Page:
Catching Feelings with our ‘Big Bang Theory’ crush Kunal Nayyar

For the next interviewee in our series, Catching Feelings — where we ask our favorite male stars to get mushy with us and talk emotions, fears, and what makes their hearts go pitter patter — I got a chance to talk to Kunal Nayyar. You probably know him as Raj from the The Big Bang Theory (the new season kicks off tonight!) or from this season’s premiere of The Mindy Project. He has a new “not exactly a memoir because I’m 33” memoir out called Yes, My Accent Is Real: And Some Other Things I Haven’t Told You (out now), which is filled with delightful tales of family, love, life, and…badminton.

As an Indian-American girl with lots of family over on the subcontinent, I was delighted to read about his life, partly because he’s handsome and famous and funny, but also because his stories are so much fun. From playing the most intense badminton game of his life, to his seven day wedding, to his time as an international student in Portland—everything feels fresh and new and different.

HG: What kind of emotions did you go through when writing this book?

Kunal Nayyar: It’s a little difficult to pinpoint one emotion because there were times of nostalgia, remembering … Obviously I remember a lot of the past. There were times of a little bit of heartache remembering, especially the sections of the book that hurt. The moments that things didn’t go my way. I found myself dreaming a lot about the past when I was writing the book because it was always on my mind. There were also feelings of elation. The moments when I did succeed in the book, I remember writing those and having goosebumps, almost like it was just happening, because I had to really dig in and remember what things felt like, or smell like or really specifically what this felt like to really paint those pictures.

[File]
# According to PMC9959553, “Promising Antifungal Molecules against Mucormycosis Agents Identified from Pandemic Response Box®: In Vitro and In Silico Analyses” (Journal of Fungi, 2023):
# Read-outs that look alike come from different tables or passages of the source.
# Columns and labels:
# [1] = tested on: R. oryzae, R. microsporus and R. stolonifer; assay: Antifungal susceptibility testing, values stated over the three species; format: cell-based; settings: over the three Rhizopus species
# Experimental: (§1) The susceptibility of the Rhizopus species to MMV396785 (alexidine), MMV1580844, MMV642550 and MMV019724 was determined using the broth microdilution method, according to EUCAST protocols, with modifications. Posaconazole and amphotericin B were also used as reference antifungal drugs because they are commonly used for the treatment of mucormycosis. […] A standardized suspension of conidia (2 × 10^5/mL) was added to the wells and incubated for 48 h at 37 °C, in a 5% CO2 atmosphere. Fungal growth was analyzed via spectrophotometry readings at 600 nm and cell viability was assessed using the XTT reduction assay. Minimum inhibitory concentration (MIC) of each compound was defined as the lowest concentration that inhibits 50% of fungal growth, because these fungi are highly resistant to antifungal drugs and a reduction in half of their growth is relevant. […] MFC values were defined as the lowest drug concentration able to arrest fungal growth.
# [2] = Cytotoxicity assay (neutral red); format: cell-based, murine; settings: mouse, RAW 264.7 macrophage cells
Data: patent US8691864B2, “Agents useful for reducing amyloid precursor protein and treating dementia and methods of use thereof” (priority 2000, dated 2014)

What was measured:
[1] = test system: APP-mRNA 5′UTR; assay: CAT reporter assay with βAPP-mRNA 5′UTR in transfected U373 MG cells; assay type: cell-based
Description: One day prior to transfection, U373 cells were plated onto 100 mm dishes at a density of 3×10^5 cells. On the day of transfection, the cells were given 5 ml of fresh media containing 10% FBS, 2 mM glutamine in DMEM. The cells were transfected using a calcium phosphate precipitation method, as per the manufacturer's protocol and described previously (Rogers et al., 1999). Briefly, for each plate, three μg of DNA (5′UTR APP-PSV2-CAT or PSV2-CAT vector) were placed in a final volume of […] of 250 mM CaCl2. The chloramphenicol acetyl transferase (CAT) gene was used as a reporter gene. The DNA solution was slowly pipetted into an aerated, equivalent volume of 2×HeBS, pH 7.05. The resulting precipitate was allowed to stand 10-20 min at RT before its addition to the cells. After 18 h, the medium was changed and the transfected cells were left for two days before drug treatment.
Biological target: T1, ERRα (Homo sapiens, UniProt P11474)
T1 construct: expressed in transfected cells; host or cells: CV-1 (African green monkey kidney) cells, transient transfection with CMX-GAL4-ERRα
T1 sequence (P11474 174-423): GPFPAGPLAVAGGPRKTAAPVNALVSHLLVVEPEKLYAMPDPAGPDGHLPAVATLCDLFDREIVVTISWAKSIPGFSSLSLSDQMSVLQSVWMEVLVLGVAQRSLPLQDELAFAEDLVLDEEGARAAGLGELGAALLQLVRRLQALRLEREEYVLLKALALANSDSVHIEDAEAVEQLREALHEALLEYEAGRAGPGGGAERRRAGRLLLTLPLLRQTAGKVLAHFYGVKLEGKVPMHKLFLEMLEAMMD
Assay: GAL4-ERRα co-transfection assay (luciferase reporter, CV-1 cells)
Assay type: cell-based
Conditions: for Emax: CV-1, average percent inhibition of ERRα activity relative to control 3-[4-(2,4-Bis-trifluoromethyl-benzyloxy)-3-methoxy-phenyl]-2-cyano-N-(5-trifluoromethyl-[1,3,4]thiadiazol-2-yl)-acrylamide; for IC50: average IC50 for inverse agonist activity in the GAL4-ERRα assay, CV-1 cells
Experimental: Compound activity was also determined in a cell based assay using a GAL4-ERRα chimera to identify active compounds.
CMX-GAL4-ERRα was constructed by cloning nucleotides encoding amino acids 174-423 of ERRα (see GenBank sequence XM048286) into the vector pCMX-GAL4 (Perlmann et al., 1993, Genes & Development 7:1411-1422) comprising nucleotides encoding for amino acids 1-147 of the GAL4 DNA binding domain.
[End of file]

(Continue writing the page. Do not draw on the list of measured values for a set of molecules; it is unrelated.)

Then, of course, anxiety. Anxiety was a big one because you’re writing about your life, and you’re afraid that people will judge you. People will judge you regardless actually, but there is a lot of anxiety that you have to deliver the best possible book. I owe a book to my editor, and what if I don’t do it, or what if it’s bad? There was a lot of anxiety obviously, especially because I’m writing about my life.

HG: Yeah, I can see that. That actually ties into my next question, which is what makes you have butterflies in your stomach?

Kunal Nayyar: Well, when we were taping The Big Bang Theory, I still get butterflies when they called my name, announced your name, you go up and take a bow. That always give me butterflies because…you have to get it so correct and right, every speech in the TV show because we taped in front of a live audience. Over the course of that one episode, maybe five million people in the world will watch it. That one episode will be watched over and over and over, probably millions of times. Three years from now, maybe five million people will have watched it. We have three and a half hours to get it right. I feel butterflies in my stomach while I was doing a play this summer off Broadway. Right before the lights go dark, and I’m about to make my entrance is when I feel the most butterflies.

HG: What about what makes you irrationally angry?